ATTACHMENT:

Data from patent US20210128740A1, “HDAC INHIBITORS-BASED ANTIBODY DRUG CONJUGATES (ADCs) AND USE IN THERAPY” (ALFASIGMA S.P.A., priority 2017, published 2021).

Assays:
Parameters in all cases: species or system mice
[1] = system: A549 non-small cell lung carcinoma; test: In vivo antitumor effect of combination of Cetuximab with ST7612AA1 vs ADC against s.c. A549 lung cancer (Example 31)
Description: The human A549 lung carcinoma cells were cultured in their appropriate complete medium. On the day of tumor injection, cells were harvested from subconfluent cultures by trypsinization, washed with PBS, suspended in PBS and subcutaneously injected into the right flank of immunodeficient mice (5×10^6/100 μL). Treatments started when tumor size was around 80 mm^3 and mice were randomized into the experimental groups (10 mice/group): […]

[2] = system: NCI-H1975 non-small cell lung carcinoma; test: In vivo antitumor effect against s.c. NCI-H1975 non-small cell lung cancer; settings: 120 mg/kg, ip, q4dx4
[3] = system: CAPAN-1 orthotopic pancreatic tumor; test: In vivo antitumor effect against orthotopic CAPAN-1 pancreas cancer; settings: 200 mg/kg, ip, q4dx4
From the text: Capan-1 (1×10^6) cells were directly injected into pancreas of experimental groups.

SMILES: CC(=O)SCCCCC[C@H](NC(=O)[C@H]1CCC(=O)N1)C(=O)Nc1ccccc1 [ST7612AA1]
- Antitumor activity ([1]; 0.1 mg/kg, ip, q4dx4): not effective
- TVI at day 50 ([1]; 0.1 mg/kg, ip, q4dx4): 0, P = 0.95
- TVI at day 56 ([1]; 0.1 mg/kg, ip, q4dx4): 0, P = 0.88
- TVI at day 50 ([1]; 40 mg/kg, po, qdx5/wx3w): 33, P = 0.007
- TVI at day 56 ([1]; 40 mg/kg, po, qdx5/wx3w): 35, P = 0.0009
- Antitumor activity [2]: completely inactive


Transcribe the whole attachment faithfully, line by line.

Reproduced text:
Data from patent US20210128740A1, “HDAC INHIBITORS-BASED ANTIBODY DRUG CONJUGATES (ADCs) AND USE IN THERAPY” (ALFASIGMA S.P.A., priority 2017, published 2021).

Assays:
Parameters in all cases: species or system mice
[1] = system: A549 non-small cell lung carcinoma; test: In vivo antitumor effect of combination of Cetuximab with ST7612AA1 vs ADC against s.c. A549 lung cancer (Example 31)
Description: The human A549 lung carcinoma cells were cultured in their appropriate complete medium. On the day of tumor injection, cells were harvested from subconfluent cultures by trypsinization, washed with PBS, suspended in PBS and subcutaneously injected into the right flank of immunodeficient mice (5×10^6/100 μL). Treatments started when tumor size was around 80 mm^3 and mice were randomized into the experimental groups (10 mice/group): […]

[2] = system: NCI-H1975 non-small cell lung carcinoma; test: In vivo antitumor effect against s.c. NCI-H1975 non-small cell lung cancer; settings: 120 mg/kg, ip, q4dx4
[3] = system: CAPAN-1 orthotopic pancreatic tumor; test: In vivo antitumor effect against orthotopic CAPAN-1 pancreas cancer; settings: 200 mg/kg, ip, q4dx4
From the text: Capan-1 (1×10^6) cells were directly injected into pancreas of experimental groups.

SMILES: CC(=O)SCCCCC[C@H](NC(=O)[C@H]1CCC(=O)N1)C(=O)Nc1ccccc1 [ST7612AA1]
- Antitumor activity ([1]; 0.1 mg/kg, ip, q4dx4): not effective
- TVI at day 50 ([1]; 0.1 mg/kg, ip, q4dx4): 0, P = 0.95
- TVI at day 56 ([1]; 0.1 mg/kg, ip, q4dx4): 0, P = 0.88
- TVI at day 50 ([1]; 40 mg/kg, po, qdx5/wx3w): 33, P = 0.007
- TVI at day 56 ([1]; 40 mg/kg, po, qdx5/wx3w): 35, P = 0.0009
- Antitumor activity [2]: completely inactive